Trump’s Fox & Friends Interview Was Even Worse Than It Looked

How the president may have incriminated himself during his latest TV appearance.

Donald Trump, James Comey, and Reince Priebus side-by-side-by-side.
Donald Trump, James Comey, and Reince Priebus.
Photos by Chris Kleponis-Pool/Getty Images, Patricia Schlein/Star Max/GC Images, Win McNamee/Getty Images.

Last week, Donald Trump gave his first television interview in months. In speaking to the amicable hosts at Fox & Friends, the president inflicted an impressive amount of legal damage on himself on a number of different fronts. It’s already been noted that Trump’s words likely hurt his interests as they relate to his personal attorney Michael Cohen’s various legal woes. What’s not been commented upon as widely is that Trump’s account of his 2013 trip to Moscow might provide new evidence of obstruction of justice.

First, it’s worth walking through the multiple ways in which Trump damaged Cohen and, by extension, himself. As Slate’s Ben Mathis-Lilley noted, Trump’s statement that Cohen had handled a “tiny, tiny little fraction” of his legal work and was more “a businessman” than a full-time lawyer was, within hours, cited in a legal filing by prosecutors in the Southern District of New York as evidence that Cohen’s claims of attorney-client privilege for materials seized in FBI raids had been overly broad.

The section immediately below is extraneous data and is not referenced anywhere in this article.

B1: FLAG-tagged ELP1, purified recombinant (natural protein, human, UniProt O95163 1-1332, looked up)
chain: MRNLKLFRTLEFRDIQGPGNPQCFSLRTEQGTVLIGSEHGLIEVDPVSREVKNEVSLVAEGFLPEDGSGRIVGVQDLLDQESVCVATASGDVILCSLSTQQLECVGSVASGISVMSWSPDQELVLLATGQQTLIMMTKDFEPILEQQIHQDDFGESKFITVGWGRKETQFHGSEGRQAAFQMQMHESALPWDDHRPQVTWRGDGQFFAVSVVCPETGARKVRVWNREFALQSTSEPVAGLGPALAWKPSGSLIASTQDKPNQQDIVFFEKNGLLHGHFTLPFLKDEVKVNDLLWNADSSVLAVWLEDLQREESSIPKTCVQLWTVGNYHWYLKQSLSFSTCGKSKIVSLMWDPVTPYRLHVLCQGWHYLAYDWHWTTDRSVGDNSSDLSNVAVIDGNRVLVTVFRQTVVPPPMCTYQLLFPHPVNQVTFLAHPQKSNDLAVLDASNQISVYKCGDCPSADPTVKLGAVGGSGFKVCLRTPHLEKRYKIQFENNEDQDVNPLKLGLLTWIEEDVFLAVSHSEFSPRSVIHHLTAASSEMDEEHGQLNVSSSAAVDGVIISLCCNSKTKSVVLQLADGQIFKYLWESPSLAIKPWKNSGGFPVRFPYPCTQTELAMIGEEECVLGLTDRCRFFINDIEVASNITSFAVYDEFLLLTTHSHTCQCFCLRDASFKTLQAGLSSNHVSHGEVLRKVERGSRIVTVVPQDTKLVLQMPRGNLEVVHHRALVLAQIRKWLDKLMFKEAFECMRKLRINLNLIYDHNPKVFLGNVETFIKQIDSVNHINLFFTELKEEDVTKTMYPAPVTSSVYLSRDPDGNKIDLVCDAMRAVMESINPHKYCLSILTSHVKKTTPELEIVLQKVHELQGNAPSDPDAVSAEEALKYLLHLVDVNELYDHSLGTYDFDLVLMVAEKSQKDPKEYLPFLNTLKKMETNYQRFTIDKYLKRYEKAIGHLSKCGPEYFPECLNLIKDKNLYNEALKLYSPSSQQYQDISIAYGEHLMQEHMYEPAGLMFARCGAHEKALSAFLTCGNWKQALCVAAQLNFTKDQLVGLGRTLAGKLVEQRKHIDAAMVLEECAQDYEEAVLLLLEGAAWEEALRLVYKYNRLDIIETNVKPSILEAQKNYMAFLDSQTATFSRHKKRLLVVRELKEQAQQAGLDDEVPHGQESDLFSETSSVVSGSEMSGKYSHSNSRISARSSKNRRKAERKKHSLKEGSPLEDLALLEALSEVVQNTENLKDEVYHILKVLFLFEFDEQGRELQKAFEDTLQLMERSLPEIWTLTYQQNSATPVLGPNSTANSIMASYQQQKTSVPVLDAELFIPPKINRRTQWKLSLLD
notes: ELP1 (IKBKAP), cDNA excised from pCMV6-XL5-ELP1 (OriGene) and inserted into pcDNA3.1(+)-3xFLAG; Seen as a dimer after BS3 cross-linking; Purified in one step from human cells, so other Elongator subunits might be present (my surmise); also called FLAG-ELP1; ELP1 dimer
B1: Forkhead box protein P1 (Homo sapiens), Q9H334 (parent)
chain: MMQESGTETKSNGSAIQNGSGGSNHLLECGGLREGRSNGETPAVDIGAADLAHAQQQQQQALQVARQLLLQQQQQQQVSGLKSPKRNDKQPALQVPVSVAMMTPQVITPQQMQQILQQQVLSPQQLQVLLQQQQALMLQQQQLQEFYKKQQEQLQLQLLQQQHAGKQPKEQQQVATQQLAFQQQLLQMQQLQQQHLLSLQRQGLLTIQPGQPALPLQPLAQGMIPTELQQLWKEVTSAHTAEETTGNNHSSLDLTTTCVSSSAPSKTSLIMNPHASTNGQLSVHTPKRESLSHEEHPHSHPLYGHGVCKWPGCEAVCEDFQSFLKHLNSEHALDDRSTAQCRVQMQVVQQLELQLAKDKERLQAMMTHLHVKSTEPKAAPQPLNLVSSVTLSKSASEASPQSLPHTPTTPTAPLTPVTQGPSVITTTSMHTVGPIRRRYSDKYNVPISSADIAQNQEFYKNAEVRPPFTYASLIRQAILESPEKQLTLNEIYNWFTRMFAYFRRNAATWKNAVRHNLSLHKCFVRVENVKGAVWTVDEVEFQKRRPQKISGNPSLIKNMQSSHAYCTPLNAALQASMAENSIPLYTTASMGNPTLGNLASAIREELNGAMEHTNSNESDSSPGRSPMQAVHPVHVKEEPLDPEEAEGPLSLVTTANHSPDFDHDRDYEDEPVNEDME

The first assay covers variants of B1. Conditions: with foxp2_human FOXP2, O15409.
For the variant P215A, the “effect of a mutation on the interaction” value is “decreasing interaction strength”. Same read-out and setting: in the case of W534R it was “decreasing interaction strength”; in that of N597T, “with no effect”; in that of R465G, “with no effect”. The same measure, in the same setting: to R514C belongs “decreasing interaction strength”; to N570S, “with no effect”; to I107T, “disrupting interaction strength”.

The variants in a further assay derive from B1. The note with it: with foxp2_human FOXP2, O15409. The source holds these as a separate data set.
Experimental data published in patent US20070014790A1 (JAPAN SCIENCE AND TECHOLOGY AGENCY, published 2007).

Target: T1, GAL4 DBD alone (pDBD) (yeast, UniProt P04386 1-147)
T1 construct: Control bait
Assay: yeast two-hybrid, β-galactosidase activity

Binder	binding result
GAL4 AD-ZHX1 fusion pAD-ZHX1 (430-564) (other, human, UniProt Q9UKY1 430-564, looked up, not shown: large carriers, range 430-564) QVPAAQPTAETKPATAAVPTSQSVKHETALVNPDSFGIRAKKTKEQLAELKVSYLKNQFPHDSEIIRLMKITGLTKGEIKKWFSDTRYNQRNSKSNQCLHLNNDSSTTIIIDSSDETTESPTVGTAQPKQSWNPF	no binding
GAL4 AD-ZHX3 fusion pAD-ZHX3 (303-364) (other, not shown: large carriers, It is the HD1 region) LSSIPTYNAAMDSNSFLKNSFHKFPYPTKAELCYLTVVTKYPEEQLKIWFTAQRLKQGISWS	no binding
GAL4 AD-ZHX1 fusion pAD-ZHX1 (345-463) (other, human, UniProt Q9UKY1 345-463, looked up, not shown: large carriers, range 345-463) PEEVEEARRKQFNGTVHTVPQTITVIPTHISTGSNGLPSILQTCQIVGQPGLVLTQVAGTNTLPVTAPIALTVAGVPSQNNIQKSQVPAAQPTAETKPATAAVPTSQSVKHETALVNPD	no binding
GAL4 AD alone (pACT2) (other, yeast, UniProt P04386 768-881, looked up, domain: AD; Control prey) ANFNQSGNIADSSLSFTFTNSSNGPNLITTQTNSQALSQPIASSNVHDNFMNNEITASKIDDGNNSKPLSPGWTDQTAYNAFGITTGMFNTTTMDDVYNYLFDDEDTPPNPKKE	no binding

Similarly, Stormy Daniels’ lawyer Michael Avenatti ‏has been taunting the president on TV and Twitter, saying that he intends to make hay of Trump’s other Cohen-related comments. Avenatti noted how Trump’s remarks that Cohen represented him “with this crazy Stormy Daniels deal” appeared to be in direct conflict with what Trump had previously said on the matter. Further, Avenatti is seeking to depose the president on the question of his involvement in the Daniels case, and this contradictory confession has the potential to make that more likely. If Trump was represented by Cohen in the matter, than the president’s testimony could resolve some of the central questions of the dispute. “I think it’s going to add to the foundation,” Avenatti told CNN, “that we have as it relates to our efforts to depose the president.”

Trump’s statements about issues implicated by special counsel Robert Mueller’s Russia probe could prove even more damaging. Here’s the relevant passage of the interview, in which the president discusses the James Comey memos that were released the previous week: